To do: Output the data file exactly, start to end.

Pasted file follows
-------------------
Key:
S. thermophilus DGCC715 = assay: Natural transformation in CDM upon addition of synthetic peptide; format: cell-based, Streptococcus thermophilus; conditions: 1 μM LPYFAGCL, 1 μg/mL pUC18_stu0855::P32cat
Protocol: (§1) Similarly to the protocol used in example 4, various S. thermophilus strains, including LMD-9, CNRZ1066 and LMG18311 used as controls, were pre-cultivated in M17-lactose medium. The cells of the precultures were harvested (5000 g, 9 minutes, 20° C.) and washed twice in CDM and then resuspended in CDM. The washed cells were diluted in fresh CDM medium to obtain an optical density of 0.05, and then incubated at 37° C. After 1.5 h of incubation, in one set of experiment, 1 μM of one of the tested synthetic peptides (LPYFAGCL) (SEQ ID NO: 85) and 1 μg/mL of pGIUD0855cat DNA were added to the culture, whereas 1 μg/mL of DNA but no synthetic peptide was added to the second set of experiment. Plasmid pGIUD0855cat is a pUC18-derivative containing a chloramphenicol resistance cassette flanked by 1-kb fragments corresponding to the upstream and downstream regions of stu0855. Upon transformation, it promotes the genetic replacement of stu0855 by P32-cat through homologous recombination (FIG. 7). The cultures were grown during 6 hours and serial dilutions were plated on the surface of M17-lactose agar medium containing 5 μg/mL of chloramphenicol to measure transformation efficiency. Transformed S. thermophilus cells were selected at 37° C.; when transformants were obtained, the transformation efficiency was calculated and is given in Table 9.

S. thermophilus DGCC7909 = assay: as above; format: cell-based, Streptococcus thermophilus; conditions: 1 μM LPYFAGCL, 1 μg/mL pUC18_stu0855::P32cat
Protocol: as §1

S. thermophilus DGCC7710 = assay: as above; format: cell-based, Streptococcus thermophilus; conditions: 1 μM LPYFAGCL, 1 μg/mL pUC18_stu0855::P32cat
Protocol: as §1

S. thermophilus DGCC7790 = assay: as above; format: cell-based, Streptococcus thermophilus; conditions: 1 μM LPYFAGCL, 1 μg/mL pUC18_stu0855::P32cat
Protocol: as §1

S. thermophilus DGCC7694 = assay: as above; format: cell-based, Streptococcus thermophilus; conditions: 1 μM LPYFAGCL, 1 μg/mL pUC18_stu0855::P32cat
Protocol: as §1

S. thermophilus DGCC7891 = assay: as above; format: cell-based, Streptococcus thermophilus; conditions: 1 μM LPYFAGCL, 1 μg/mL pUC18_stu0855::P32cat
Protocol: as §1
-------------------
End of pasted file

Key:
S. thermophilus DGCC715 = assay: Natural transformation in CDM upon addition of synthetic peptide; format: cell-based, Streptococcus thermophilus; conditions: 1 μM LPYFAGCL, 1 μg/mL pUC18_stu0855::P32cat
Protocol: (§1) Similarly to the protocol used in example 4, various S. thermophilus strains, including LMD-9, CNRZ1066 and LMG18311 used as controls, were pre-cultivated in M17-lactose medium. The cells of the precultures were harvested (5000 g, 9 minutes, 20° C.) and washed twice in CDM and then resuspended in CDM. The washed cells were diluted in fresh CDM medium to obtain an optical density of 0.05, and then incubated at 37° C. After 1.5 h of incubation, in one set of experiment, 1 μM of one of the tested synthetic peptides (LPYFAGCL) (SEQ ID NO: 85) and 1 μg/mL of pGIUD0855cat DNA were added to the culture, whereas 1 μg/mL of DNA but no synthetic peptide was added to the second set of experiment. Plasmid pGIUD0855cat is a pUC18-derivative containing a chloramphenicol resistance cassette flanked by 1-kb fragments corresponding to the upstream and downstream regions of stu0855. Upon transformation, it promotes the genetic replacement of stu0855 by P32-cat through homologous recombination (FIG. 7). The cultures were grown during 6 hours and serial dilutions were plated on the surface of M17-lactose agar medium containing 5 μg/mL of chloramphenicol to measure transformation efficiency. Transformed S. thermophilus cells were selected at 37° C.; when transformants were obtained, the transformation efficiency was calculated and is given in Table 9.

S. thermophilus DGCC7909 = assay: as above; format: cell-based, Streptococcus thermophilus; conditions: 1 μM LPYFAGCL, 1 μg/mL pUC18_stu0855::P32cat
Protocol: as §1

S. thermophilus DGCC7710 = assay: as above; format: cell-based, Streptococcus thermophilus; conditions: 1 μM LPYFAGCL, 1 μg/mL pUC18_stu0855::P32cat
Protocol: as §1

S. thermophilus DGCC7790 = assay: as above; format: cell-based, Streptococcus thermophilus; conditions: 1 μM LPYFAGCL, 1 μg/mL pUC18_stu0855::P32cat
Protocol: as §1

S. thermophilus DGCC7694 = assay: as above; format: cell-based, Streptococcus thermophilus; conditions: 1 μM LPYFAGCL, 1 μg/mL pUC18_stu0855::P32cat
Protocol: as §1

S. thermophilus DGCC7891 = assay: as above; format: cell-based, Streptococcus thermophilus; conditions: 1 μM LPYFAGCL, 1 μg/mL pUC18_stu0855::P32cat
Protocol: as §1